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Baseball Strike Essay

1354 words - 6 pages

GAME OVER! "I don't like it. People won't be able to come to these games anymore, and I don't like that". A sad nine - year - old fan voices his concerns on the 1994 major League Baseball strike. The '94 baseball season has come to an abrupt end. Players have ceased play because they feel they are being treated unfairly with the owner's plan to impose a salary cap. Owners are finding it difficult to come to terms with their own disagreements. Small market teams are rising to power with their demands while large market team owners are finding it hard to deal with the teams and their issues, while still trying to please the players. In essence, it is a three - way battle between the two sides ...view middle of the document...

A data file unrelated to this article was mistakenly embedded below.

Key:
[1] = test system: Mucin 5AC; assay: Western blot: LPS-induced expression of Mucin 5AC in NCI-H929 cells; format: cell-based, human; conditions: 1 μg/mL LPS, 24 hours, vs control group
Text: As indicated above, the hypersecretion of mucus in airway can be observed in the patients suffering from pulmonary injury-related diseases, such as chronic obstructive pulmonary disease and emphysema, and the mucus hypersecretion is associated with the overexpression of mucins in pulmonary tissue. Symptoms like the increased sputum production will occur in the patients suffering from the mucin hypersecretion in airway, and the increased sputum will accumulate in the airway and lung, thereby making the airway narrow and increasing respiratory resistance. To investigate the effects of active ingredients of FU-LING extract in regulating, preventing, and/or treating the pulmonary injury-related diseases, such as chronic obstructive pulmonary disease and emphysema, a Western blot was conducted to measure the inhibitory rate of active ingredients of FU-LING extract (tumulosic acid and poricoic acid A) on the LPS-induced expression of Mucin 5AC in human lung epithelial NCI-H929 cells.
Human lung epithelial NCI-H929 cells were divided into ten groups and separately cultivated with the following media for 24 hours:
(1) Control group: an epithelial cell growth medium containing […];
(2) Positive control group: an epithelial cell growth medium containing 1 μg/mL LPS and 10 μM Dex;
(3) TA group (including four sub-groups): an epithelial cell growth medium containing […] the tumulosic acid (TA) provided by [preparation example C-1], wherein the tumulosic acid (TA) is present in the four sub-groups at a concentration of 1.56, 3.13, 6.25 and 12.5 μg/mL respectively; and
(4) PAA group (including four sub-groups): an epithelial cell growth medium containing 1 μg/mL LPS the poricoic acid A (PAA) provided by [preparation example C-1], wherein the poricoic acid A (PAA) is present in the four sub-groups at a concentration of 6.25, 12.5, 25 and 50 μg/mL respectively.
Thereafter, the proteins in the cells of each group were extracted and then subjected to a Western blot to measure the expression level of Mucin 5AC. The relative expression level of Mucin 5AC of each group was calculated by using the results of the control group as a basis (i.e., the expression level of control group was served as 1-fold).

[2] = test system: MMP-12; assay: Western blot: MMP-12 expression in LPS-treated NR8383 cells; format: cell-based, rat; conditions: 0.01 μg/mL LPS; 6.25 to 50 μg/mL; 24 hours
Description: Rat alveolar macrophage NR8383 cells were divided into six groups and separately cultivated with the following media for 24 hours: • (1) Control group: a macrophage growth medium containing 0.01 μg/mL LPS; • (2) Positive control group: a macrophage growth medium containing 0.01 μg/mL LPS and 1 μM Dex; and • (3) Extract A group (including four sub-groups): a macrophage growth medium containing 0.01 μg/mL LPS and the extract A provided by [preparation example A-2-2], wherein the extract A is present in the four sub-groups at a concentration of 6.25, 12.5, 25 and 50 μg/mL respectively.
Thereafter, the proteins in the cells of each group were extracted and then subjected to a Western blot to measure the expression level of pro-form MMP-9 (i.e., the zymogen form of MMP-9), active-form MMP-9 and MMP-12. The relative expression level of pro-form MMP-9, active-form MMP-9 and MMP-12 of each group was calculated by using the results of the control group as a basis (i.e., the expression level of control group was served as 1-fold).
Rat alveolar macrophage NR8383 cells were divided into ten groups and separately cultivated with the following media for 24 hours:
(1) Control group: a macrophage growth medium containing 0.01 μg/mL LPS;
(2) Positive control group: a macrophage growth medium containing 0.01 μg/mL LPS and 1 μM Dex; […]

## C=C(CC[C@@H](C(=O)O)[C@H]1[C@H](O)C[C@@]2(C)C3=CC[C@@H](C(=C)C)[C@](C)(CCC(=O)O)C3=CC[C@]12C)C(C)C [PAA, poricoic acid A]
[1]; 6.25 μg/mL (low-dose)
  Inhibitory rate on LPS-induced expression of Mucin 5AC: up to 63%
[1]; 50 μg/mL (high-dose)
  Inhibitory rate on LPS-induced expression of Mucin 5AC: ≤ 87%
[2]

The main concern the owners have is that players salaries are eating up an increased percentage of the owners revenues. Small market owners are now insisting that all twenty-eight ball clubs share their income equally, not only to maintain parity in the league, but also so the smaller clubs can survive.Money began disappearing from baseball in 1989 when owners, found guilty of collusion, boycotted free agent markets, and were ordered to pay players 10.5 million dollars. Then, in 1990, a huge television deal was set that was going to accumulate more than one - billion dollars throughout major league baseball. The TV package failed, and the owners lost all the money they were counting on. Finally, in 1992, Fay Vincent, the commissioner of baseball at the time, tried to intervene and help out with labor negotiations, only to be forced to resign by the owners who thought he was out of his place. Now, there is not a commissioner to resolve any problems that baseball has. At this moment, small market teams are coming into control. Last January, the small market owners introduced a revenue - sharing proposal by threatening the big market teams to share radio income with the small market teams. The plan would only be set forth if players agreed to a salary cap, which is where they are now.The large market teams such as Los Angeles, both New York teams, and both Chicago teams, are disregarding the smaller teams problems. They do not believe revenue should be shared among teams. They say it's a business. Revenue sharing would break the business. The truth is that teams with smaller revenues cannot keep up with players salaries, while the teams who can pay them more receive the high price, high talented players, who increase chances of winning and bring in more money. Smaller teams make a good point in saying that a business is not always a competition. They say that this business will not prosper until all aspects, and all job positions in the game are profiting. The only thing both sides agree on is that baseball must have a salary cap, which would reduce team's spending for salaries from 58 to 50 percent of baseball revenues. This would cumulate more money to please small market teams, and more profit to make the whole baseball industry more secure. The large market teams are proposing plans to the small market teams, but it is not going to matter when the large market teams do not comply with small market pleas to have revenue sharing. The small market owners promise to block any settlement that they believe does not let them compete with wealthier teams."Salary cap!" Insist the owners. "NO WAY!" Reply the players. The players are not flinching on this issue.The players...

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